As San Pedro gears up for its feria – the last of the season – Laurence Dollimore discovers a town that can throw a party to match anything big sister Marbella can muster

Like this season’s debutantes, Marbella’s ‘kid sister’ has come out in style.

LAST UPDATED: 18 Oct, 2017 @ 13:48
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SAN Pedro de Alcantara is dressed for all kinds of success, and I don’t mean flamenco costumes (although look out for them if you’re down that way in mid-October.

The San Pedro fair famously closes the feria season here). Like this season’s debutantes, Marbella’s ‘kid sister’ has come out in style, stepping from behind her sibling’s shadow into the limelight with glitzy attractions, gourmet eateries and resident celebs all of her own.

In my 15 years of having a home here, I have never seen the place go through so many transformations. For a couple of years now, where snarled lines of traffic once backed up along the coast road, a striking urban boulevard sprouting trendy pavement cafes has reclaimed the once maligned area. With a new skating rink, a skate park and a hat trick of new children’s play parks, the seaside town is unrecognisable from a few years ago.

And it is still in transformation, investing more than €2 million in reinventing its town centre, with semi-pedestrianised zones between the boulevard and its commercial heart. This expat favourite, which continues to offer one of the most authentic Spanish pueblo vibes on the Costa del Sol, is also getting a new museum dedicated to the artist Vicente de Espona.

And perhaps more fortune will come its way after its main political party, Opción Sampedreña (OSP) helped bring back former Marbella Mayor Angeles Munoz in a dramatic vote of confidence at the town hall this summer. There are also rumours that former UK premier Tony Blair has bought a holiday home in the town’s exclusive Guadalmina urbanisation.

And he wouldn’t be the first world leader to set up shop here, with ex-Spanish premier Jose Maria Aznar among them. Meanwhile, the head-turning footbridge with its serpentine coils, is doing for San Pedro what the Golden Gate did for San Francisco and the Guggenheim for Bilbao. And although very much part of the municipality of Marbella, San Pedro has forged its own shiny new identity that’s quite separate, yet complementary to, its jet-setting neighbour.

Just 10km west of Marbs, it has been reborn over the last decade as a modernised microcosm of Spain. But some things have never changed in all the years I have been visiting the town, named after 16th century Franciscan friar, St Peter of Alcantara. The evenings still see veteran San Pedranos gather on shaded benches around St Peter’s statue, outside the parish church; the traditional Saturday market remains a weekly highlight; and the pavement cafes and ice cream parlours are heaving on Sunday nights in summer, when Spanish families enjoy their ritual paseo along the prom.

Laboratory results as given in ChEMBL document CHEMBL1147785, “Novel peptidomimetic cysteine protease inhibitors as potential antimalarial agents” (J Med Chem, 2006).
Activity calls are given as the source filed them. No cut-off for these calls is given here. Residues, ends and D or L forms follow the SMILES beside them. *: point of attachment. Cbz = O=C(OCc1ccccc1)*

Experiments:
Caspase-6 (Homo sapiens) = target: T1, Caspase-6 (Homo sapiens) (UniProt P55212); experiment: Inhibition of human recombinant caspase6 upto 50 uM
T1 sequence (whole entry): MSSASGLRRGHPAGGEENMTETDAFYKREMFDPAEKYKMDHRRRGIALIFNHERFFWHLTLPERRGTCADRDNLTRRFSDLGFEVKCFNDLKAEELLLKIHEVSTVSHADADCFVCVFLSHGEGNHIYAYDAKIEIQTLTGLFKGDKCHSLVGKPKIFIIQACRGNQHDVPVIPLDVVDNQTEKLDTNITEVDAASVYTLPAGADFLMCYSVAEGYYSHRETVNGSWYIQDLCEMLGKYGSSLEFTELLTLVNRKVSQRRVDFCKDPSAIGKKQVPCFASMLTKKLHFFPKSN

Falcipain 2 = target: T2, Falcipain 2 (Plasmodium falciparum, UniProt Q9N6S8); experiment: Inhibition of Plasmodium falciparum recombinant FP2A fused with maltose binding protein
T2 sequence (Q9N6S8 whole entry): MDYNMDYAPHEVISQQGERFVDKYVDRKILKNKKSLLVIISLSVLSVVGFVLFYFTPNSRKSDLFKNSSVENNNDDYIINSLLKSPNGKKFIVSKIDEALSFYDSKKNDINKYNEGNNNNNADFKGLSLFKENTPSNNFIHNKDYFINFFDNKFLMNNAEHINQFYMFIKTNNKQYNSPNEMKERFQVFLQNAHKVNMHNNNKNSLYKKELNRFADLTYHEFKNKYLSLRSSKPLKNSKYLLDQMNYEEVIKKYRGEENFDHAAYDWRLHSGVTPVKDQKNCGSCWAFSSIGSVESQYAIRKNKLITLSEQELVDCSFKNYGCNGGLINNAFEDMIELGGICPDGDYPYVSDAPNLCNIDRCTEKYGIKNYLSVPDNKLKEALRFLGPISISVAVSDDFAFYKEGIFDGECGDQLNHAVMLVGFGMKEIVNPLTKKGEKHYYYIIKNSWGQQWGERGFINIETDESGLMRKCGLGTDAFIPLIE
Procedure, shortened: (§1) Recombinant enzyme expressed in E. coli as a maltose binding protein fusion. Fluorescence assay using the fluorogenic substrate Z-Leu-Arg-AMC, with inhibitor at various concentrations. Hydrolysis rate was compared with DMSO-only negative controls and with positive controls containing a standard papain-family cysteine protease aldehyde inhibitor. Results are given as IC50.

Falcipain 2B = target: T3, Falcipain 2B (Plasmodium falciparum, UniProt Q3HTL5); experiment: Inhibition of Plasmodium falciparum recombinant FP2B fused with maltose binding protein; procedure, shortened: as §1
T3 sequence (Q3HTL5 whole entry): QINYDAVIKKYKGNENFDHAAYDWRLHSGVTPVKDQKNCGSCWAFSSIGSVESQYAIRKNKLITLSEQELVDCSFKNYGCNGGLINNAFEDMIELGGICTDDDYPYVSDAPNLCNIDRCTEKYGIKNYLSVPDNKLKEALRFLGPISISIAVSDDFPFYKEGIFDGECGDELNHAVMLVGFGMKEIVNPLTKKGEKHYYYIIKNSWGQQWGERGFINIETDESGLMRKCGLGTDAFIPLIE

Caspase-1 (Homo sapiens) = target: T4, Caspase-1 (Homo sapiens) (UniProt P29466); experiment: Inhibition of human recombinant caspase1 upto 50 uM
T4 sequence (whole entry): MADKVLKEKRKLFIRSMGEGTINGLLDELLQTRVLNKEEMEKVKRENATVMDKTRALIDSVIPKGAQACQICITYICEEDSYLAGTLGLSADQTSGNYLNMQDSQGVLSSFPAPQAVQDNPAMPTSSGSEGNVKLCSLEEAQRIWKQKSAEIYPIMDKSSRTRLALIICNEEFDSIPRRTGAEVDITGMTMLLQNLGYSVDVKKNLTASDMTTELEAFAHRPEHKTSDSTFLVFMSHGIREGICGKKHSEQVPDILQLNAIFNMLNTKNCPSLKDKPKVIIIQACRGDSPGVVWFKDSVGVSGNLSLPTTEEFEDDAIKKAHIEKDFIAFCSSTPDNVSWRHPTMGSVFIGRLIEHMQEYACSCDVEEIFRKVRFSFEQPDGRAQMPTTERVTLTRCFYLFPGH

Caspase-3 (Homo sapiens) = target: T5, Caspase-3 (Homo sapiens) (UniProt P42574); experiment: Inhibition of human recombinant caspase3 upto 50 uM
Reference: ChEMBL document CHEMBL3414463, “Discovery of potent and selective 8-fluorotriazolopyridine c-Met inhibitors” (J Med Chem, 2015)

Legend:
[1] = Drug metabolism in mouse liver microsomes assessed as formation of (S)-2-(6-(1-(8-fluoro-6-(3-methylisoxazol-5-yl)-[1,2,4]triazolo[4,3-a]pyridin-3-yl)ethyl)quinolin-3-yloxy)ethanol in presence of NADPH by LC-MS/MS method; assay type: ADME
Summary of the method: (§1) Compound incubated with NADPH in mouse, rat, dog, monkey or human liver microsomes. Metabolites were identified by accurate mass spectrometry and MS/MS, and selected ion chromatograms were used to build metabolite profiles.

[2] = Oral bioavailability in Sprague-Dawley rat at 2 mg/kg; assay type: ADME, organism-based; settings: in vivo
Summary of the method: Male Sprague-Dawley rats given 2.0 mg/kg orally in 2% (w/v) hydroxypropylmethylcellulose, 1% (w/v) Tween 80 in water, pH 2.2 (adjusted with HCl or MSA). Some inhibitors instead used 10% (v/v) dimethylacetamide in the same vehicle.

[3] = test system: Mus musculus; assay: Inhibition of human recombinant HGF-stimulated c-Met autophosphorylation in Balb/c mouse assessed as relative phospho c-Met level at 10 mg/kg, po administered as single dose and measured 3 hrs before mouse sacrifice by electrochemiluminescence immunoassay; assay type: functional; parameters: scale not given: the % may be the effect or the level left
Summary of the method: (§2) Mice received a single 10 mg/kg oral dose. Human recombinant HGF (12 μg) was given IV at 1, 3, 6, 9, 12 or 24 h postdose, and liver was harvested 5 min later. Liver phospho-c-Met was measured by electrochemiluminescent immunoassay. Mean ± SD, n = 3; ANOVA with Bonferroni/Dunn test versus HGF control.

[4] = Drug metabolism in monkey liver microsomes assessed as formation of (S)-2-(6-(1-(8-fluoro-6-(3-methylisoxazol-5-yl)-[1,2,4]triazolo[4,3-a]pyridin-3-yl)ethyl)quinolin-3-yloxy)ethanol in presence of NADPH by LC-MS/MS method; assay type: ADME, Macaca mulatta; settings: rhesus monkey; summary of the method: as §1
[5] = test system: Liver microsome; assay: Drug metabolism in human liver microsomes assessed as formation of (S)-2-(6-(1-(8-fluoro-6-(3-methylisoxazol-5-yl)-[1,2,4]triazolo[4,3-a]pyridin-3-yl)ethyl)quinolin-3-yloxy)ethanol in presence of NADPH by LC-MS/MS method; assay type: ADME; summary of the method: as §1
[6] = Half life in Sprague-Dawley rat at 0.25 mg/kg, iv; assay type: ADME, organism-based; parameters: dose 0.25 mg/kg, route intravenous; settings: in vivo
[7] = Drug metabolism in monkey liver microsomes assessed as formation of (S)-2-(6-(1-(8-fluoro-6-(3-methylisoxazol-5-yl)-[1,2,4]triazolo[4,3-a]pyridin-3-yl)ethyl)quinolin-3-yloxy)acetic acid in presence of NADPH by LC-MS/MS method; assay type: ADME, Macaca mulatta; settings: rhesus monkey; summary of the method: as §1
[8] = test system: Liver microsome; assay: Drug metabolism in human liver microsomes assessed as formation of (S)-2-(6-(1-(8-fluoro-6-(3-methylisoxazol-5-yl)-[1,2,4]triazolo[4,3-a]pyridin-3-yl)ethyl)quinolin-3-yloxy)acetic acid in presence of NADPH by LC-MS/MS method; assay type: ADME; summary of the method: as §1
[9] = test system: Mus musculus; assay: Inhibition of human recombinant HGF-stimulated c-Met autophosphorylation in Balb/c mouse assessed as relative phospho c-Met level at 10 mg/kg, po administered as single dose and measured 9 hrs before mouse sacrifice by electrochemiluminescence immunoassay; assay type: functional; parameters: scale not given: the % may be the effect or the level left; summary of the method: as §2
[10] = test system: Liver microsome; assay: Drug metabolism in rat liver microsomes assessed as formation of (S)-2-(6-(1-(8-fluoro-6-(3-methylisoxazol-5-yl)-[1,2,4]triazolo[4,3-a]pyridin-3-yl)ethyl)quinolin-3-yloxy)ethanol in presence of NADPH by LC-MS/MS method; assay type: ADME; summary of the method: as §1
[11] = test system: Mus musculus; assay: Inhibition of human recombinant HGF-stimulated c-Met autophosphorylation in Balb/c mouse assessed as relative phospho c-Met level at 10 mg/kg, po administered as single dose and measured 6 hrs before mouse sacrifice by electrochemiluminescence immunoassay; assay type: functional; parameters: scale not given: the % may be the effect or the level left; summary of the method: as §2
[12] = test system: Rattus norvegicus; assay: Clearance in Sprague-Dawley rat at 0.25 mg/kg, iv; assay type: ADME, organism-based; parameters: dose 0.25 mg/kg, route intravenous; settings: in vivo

What has kept San Pedro special has been its ability to hang on to its Spanish persona in

Tradition

the face of massive investment from Marbella Town Hall – nearly €100 million. It must have felt like winning the lottery jackpot but San Pedro has spent the money wisely. The central boulevard, crowned by its snaking pedestrian bridge, has turned the town from an also-ran suburb into a spanking new social hub where whole families come to skate, hang out and enjoy the regular food truck festivals.

Office workers make a beeline for its congenial cocktail bars on Friday nights. The bridge may be more Gehry’s Guggenheim than typical Andalus but it has forged strong new connections with visitors who used to think Marbs ended at Puerto Banus. The €6 million boulevard it meanders over boasts an amphitheatre and is now the official site of the town’s four-day feria, the last of the year in Andalucia, timed to celebrate St Peter’s feast day on October 18.

Other welcome upgrades have included the €85 million tunnel diverting dangerous high-speed traffic below the town centre, and a much-needed underground car park. “San Pedro really does have it all,” says local Sean Woolley, 47, who has run an estate agent from the town for 15 years. “The new boulevard and urban park have become a magnet for new restaurants and bars and it has created a place that now offers something for everyone,” he says proudly. “There is this charm and tradition of a typical Spanish town fused with trendy and cosmopolitan additions, from organic cafes to lively wine bars.